The latest from Statistics Canada does not look pretty. The federal agency said the Canadian economy has plummeted  to its worst performance in seven years in the last quarter.


Some of the factors that turned things a around badly included a gross domestic product that fell at an annualized rate of 1.6 per cent in a three-month period, due in large part to the wildfires that destroyed parts of Fort McMurray, Alta. That’s the biggest quarterly decline since the second quarter of 2009 when Canada was in the midst of the global financial crisis.

Economists had expected a drop of 1.5 per cent in the second quarter.


The drop in GDP came as exports of goods and services fell 4.5 per cent in the quarter following a 1.9 per cent increase in the first three months of the year. Exports of goods were down 5.5 per cent, while exports of services grew 0.6 per cent.

Already hurting from the drop in energy prices, the Alberta wildfires were terrible news for the energy sector, forcing the evacuation of Fort McMurray and shutdown of several oilsands operations in the region.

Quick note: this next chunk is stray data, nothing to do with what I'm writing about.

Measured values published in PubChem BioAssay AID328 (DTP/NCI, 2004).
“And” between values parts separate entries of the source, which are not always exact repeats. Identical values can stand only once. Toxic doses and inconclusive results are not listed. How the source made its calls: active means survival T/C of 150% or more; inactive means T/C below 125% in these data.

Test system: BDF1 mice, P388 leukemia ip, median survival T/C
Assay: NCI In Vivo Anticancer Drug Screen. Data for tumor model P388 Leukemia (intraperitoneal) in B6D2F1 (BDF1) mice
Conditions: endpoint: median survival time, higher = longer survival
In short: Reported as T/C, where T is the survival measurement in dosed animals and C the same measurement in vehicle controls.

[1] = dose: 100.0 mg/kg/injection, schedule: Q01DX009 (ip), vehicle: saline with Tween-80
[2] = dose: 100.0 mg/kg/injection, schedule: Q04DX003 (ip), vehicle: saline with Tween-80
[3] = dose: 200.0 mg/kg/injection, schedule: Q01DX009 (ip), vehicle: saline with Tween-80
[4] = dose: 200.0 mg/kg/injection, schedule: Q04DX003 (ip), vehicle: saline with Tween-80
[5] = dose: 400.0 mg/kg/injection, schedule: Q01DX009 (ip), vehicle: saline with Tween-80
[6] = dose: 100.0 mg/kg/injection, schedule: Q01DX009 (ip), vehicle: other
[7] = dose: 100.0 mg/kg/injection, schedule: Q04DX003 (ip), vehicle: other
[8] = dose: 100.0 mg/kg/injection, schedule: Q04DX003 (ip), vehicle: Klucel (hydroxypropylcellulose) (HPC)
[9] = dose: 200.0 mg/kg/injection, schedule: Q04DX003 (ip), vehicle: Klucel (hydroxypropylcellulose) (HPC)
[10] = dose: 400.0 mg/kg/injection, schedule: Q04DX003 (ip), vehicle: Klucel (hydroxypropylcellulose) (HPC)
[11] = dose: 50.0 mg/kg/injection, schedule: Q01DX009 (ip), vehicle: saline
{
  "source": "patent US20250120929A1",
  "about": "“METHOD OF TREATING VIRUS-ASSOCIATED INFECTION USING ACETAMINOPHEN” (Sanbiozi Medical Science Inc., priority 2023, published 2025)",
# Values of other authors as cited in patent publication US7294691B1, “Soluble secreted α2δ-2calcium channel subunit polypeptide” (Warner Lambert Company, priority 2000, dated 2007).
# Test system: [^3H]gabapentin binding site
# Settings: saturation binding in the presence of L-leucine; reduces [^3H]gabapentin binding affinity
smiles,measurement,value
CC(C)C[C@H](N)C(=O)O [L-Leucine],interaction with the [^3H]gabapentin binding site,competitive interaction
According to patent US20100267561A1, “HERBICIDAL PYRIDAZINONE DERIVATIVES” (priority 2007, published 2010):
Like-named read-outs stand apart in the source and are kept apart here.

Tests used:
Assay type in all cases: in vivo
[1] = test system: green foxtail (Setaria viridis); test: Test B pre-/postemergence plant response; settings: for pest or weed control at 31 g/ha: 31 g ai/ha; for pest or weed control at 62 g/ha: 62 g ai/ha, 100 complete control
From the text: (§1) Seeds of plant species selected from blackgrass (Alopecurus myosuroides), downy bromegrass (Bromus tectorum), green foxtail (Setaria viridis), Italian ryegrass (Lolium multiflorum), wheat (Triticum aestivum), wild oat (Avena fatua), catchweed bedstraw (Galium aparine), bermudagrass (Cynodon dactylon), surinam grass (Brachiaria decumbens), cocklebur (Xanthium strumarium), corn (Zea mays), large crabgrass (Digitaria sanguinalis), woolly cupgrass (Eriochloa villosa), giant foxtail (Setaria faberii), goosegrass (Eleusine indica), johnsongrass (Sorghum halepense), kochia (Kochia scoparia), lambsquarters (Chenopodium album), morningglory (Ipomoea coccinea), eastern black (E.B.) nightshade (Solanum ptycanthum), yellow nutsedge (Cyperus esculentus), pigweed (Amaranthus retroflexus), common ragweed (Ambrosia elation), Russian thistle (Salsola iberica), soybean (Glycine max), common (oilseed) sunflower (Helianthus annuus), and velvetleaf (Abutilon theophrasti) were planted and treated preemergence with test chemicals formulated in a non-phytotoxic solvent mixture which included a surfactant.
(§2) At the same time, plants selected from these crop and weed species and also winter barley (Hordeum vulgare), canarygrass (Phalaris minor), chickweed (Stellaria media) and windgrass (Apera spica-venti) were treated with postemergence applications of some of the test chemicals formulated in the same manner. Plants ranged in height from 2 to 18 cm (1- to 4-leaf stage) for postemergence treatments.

Energy product exports fell 7.5 per cent, with crude and bitumen exports declining 9.6 per cent and refined petroleum products down a whopping 19.6 per cent. Motor vehicles and parts also dropped 5.8 per cent due to lower exports of passenger cars and light trucks.

The second-quarter result reported today was worse than forecast by the Bank of Canada in its July monetary policy report.

The potential good news is that the Bank of Canada has also predicted that growth will pick up in the third quarter to an annual pace of 3.5 per cent as oil production ramps up and rebuilding efforts begin in Fort McMurray. It also expects the federal government’s new Canada child benefit and a boost to infrastructure spending to help the economy.

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